Last week, the City of Thunder Bay released a draft of its new Clean and Clear Yards By-law. The changes were prompted after city council voted to review the bylaw last September following a deputation by Kyla Moore to advocate for support for naturalization of yards and allowances for boulevard gardening.
Currently, “natural” gardens are in a grey legal area. The new bylaw aims to define what is allowed, but the initial draft bylaw, released last week, drew criticism for stipulating that naturalized gardens be limited to 50 per cent of a yard, and that a one-metre buffer zone of mown lawn on the perimeter would be mandatory.
“Ostracizing natural gardens by restricting them to 50 per cent of a yard, while lawns are allowed to cover 100 per cent of a yard, relegates Indigenous plant species to a secondary status below the colonial lawn standard and exotic plant imports, when they should in fact, be celebrated and brought to the forefront of our landscapes,” Moore states.
The city is inviting feedback from residents until May 30, and many have already responded to the survey. Moore, who spoke with Doug Vincent, manager of Licence and Enforcement on Wednesday, says the city is listening to residents and is revising the draft.
“He confirmed the following: 100 per cent of a yard can be transformed into a natural garden, the requirement for buffer strips will be removed, and intentional natural garden habitat features [such as decaying logs] will be exempt from the “waste” definition. All turfgrass will continue to be regulated to a maximum height of eight inches,” Moore says.
Those changes will bring Thunder Bay closer to Toronto’s new Turfgrass and Prohibited Plants Bylaw, which came into effect Jan 1, 2022.
“It’s the new gold standard natural garden bylaw,” Moore says. “Toronto allows natural gardens on 100 per cent of a yard with no exemption process, but they continue to restrict turf grass to 8 inches in length.”
(Allowances for Boulevard Gardens are not part of the draft Clean and Clear Yards By-law, but the city is working on that and will be seeking public feedback some time this summer, according to Moore.)
Erin Beagle, executive director of Roots to Harvest, says it is in the city’s interests to promote more biodiversity within the city.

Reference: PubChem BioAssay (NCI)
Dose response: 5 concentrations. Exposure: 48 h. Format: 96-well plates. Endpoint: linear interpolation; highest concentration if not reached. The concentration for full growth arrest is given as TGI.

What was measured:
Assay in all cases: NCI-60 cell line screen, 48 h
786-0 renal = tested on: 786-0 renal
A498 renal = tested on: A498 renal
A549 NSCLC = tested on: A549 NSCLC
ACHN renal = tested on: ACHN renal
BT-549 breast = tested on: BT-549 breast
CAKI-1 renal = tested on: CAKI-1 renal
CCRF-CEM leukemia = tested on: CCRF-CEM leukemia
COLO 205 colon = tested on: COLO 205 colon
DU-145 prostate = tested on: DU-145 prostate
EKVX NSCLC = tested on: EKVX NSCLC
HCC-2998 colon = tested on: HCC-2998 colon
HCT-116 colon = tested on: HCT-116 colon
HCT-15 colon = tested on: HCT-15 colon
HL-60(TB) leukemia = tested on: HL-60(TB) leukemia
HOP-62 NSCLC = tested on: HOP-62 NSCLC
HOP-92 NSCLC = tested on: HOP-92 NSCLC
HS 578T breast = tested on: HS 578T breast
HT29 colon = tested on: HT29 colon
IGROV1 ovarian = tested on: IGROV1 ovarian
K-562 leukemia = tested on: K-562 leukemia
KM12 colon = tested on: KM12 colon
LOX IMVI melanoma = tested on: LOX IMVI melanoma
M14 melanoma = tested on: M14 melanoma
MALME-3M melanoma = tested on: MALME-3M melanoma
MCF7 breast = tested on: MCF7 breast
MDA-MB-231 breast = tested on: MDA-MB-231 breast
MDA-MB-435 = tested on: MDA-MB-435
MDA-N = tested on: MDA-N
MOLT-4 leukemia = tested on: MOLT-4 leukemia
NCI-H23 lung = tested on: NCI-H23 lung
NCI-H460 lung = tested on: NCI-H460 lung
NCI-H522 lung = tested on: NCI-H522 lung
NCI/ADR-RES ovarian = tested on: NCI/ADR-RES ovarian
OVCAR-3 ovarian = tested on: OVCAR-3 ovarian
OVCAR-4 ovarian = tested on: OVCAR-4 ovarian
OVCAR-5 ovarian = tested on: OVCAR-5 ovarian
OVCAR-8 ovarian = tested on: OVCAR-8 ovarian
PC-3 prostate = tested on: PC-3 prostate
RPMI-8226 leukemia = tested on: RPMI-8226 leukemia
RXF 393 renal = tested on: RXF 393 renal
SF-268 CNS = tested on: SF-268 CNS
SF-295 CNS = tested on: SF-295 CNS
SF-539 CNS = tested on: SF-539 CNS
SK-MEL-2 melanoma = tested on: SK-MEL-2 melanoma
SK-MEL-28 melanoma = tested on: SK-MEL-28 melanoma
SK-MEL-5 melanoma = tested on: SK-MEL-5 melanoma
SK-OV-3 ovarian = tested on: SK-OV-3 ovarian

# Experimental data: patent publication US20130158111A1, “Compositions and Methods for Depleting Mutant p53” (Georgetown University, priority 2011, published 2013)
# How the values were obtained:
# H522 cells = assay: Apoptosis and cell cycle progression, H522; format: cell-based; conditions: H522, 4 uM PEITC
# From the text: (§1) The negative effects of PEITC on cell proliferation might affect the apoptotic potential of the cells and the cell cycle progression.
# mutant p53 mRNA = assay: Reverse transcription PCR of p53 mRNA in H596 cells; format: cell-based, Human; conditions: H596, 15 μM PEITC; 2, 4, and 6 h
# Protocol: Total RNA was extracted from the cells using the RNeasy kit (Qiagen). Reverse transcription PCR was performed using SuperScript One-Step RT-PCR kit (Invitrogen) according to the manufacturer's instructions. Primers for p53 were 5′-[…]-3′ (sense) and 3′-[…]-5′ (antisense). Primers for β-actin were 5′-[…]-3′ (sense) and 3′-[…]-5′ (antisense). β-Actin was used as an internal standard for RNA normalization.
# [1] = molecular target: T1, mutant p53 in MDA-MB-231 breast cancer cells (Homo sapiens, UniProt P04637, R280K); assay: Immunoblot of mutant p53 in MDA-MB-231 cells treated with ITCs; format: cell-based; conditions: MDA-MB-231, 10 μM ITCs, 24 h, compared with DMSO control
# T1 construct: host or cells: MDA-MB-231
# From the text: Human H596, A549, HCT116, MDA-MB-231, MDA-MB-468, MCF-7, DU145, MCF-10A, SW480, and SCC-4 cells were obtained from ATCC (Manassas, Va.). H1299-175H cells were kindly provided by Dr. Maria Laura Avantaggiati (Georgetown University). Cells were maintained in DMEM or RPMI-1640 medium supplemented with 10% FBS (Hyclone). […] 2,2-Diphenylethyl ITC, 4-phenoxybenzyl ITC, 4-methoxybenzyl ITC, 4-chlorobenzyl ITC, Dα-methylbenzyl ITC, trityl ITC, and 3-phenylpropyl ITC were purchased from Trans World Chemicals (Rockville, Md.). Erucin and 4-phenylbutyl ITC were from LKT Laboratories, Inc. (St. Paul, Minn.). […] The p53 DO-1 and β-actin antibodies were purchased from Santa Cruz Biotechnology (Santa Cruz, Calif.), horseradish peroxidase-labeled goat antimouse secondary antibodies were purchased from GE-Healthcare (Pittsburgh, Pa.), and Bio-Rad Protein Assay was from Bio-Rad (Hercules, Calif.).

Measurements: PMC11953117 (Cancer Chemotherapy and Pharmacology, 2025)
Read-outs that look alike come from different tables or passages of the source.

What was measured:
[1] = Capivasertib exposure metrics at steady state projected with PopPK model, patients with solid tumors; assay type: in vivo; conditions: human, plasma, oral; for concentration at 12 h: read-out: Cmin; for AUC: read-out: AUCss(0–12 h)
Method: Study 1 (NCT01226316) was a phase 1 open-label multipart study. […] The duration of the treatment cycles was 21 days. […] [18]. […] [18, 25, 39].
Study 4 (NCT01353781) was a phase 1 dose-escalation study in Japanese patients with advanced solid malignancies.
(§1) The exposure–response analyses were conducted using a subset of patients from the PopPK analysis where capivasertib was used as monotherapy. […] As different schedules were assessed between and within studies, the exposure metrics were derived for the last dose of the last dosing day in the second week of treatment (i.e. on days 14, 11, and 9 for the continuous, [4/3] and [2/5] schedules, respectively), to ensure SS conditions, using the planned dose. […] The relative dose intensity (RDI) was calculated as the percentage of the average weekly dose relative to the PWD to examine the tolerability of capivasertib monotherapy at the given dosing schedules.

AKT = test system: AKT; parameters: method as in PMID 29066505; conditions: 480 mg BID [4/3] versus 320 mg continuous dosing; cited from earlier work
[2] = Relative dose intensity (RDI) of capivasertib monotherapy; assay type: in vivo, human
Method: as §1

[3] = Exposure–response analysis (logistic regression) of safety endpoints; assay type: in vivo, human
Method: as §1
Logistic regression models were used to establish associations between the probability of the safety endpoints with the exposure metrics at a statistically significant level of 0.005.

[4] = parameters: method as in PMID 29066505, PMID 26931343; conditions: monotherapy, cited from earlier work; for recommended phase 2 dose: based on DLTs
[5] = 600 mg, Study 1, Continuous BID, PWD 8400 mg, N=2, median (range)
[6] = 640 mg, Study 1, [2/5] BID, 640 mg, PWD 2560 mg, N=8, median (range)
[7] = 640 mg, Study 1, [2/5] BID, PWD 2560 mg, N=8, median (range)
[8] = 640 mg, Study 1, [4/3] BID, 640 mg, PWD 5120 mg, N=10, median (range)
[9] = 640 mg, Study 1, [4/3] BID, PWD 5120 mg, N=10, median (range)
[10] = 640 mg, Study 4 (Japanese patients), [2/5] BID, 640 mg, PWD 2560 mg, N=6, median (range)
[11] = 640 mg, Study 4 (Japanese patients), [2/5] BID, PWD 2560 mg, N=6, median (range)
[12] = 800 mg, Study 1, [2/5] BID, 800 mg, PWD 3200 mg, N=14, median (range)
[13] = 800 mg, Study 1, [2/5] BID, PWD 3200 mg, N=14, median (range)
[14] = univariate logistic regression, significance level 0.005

“It’s better for water management, it’s better for our overall health. The city declared a climate emergency, and this helps them move forward on those declarations and strategic directions,” she says. “Allowing people to dedicate more of their yard to increasing biodiversity or increasing food security [by growing food] is good for everybody.”
Moore says a key issue that stands out when speaking to both city officials and residents is that many people do not have a comprehensive understanding of what naturalization is.
Creating a naturalized yard does not mean neglecting to mow the lawn, she points out. The first step is to remove the existing lawn. It is then replaced with a diverse plant community that emphasizes native plant species. These are more likely to be beneficial to the local ecosystem, providing food and habitat for pollinators.
Educating the public doesn’t have to be the sole responsibility of the bylaw department, Beagle says.
“This is where community organizations can come in. Roots to Harvest can be a point of contact, not for complaints, but for learning how to [make a naturalized garden,]” she says. “Organizations such as EcoSuperior and the Horticultural Society would be happy to support this. There’s so many resources,” she adds.
Moore has devoted countless hours to researching, preparing materials, talking to stakeholders and listening to feedback. Thanks to her advocacy, we may see major changes in Thunder Bay next year.
A revised draft bylaw will be presented to city council on June 20, and residents will be able to give feedback again before council votes on it.
“I am very hopeful that what is presented to city councillors will be a bylaw that aligns with our city’s climate and sustainability strategies, and makes the community proud,” Moore says.